For Celeste

Puzzler's Corner Blog, Midwest District, DS Margie Crawford Blog

Monday, December 21st would have been my eldest sister’s 78th birthday.  She was called home to be with our Lord on January 27th.  Because our birthdays are very close to each other, we made a commitment to call each other around Thanksgiving and share birthday wishes. 

I will miss her voice and hearing her say “oh wow”, which was her favorite comment for everything that happened in her life and ours.  Our relationship wasn’t the best.  I’m not sure if it was because of the age difference or not.  She graduated from high school before I was 2 years old.  She and my sister Gretchee were from our mom’s first marriage.  Celeste was definitely avant-garde, finding her passion for theater and dancing at Karamu House, an African American theater in Cleveland, Ohio.  She was cast in numerous plays and dance recitals there before she was 10.  In 1964 she moved to Brooklyn, New York to pursue a career in the performing arts.

Like many people who go to New York, my sister was very talented.  However, she struggled to find work in her chosen field.  She looked for roles that gave voice to our African heritage and in the ‘60s and ‘70s, those works seldom made it to Broadway.  In 1987 she was cast as the mother in Death and the King’s Horseman which had a short Broadway run of 6 weeks.  After that, she went to Chicago to earn her Bachelor’s Degree in Theatre and was a resident artist at the Goodman Theatre.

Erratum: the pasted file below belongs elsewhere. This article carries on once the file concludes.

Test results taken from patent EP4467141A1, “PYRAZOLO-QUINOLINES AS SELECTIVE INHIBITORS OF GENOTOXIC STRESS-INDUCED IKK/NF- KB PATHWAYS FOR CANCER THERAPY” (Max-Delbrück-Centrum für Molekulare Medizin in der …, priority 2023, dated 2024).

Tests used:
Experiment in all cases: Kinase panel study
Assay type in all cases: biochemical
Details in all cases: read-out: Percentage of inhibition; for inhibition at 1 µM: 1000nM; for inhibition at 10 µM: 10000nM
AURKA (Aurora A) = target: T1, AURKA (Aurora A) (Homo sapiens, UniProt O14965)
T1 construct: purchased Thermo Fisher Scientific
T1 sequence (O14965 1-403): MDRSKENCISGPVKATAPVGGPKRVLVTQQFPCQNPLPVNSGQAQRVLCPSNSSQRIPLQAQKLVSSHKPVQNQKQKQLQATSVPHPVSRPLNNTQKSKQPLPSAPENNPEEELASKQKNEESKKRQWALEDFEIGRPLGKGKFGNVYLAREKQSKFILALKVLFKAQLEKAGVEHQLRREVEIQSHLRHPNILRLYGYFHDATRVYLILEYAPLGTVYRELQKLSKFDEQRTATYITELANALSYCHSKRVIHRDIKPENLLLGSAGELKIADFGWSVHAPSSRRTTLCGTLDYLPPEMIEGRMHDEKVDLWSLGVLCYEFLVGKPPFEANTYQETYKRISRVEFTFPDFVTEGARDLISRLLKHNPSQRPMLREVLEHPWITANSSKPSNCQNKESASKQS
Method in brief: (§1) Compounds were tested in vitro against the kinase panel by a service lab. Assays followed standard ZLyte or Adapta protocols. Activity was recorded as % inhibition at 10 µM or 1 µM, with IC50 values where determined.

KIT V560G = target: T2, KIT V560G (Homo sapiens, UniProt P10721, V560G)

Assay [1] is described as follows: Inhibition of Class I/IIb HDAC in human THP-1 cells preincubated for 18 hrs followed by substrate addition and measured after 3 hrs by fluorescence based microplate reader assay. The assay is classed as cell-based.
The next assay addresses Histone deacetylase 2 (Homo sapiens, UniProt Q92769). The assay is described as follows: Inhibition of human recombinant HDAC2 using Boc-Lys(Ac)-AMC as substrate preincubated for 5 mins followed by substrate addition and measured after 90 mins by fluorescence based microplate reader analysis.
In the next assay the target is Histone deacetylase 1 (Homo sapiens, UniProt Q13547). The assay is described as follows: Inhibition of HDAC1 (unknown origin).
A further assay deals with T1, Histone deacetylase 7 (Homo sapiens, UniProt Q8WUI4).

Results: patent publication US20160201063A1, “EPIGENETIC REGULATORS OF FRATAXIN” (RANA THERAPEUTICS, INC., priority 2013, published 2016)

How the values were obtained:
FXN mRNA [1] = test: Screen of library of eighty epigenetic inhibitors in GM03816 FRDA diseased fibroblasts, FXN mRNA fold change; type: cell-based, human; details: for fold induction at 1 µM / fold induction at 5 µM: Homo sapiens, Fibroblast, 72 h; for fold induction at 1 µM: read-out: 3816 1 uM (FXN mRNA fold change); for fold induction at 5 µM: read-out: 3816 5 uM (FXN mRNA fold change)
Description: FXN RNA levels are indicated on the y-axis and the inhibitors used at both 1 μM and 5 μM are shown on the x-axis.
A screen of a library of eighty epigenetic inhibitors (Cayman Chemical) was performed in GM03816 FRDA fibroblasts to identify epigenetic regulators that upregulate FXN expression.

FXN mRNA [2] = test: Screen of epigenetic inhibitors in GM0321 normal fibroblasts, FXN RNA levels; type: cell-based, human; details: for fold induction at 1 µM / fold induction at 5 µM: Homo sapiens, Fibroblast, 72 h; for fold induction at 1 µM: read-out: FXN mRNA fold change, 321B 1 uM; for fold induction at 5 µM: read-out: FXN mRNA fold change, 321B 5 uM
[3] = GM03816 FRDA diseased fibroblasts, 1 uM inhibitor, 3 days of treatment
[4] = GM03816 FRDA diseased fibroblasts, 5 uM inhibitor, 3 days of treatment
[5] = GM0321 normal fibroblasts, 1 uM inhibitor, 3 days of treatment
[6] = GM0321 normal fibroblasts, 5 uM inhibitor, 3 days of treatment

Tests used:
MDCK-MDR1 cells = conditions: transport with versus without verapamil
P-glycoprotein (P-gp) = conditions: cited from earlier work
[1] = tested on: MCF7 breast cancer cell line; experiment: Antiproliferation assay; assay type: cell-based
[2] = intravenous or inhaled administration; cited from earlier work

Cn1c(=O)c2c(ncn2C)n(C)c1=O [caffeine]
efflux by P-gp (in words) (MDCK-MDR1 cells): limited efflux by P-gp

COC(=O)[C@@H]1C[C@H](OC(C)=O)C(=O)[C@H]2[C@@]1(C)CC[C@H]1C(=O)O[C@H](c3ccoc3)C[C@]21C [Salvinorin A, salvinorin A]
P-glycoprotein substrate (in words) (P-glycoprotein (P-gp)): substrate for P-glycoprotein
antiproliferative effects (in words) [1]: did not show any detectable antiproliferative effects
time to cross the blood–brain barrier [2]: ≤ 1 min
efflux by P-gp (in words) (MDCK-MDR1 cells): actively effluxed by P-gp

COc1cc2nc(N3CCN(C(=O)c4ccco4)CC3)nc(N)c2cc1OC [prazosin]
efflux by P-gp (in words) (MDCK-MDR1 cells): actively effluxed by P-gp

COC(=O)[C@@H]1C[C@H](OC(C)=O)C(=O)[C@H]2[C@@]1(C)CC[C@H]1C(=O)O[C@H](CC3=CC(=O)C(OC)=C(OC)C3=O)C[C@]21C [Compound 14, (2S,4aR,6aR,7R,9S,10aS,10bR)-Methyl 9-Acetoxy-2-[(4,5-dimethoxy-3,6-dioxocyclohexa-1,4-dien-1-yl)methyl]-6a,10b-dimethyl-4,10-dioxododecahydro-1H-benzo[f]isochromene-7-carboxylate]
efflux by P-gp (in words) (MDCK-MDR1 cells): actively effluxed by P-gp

I never was able to see her in a play, though I wish I had.  After our mother died in 2009, she moved back to Cleveland to be closer to most of our family.  She was able to watch her nieces and nephew grow up, sharing in high school and college graduations, birthdays, and Christmas holidays that she missed for her younger sisters, being so far away in New York.  We began talking regularly on the phone, filling in the gaps of what happened while she lived in New York and how I made it from Cleveland to Tennessee to Iowa to Michigan.  We missed a lot of sibling time because our lives were so different.

I honor her legacy this Christmas.  She was a pioneer in theatre, willing to share the story of our African heritage rather than be cast in the traditional roles which were available.  She left home at 21 to follow her dream at a time when most women were beginning to fight for equal and civil rights.  She was inspired by her younger sisters to earn her undergraduate degree at the age of 45. She was vivacious, dynamic, outspoken, and very creative.  I miss the conversation we would have had this month.  And I know she is celebrating this Christmas with the angels. 

For those of us who are mourning the loss of one we love, whether they were called home this year or before, know that they are celebrating this Holy holiday with the angels of our Lord.  Rejoice, because our God holds all of us in the palm of His hands. Hallelujah!  And Amen.

Midwest District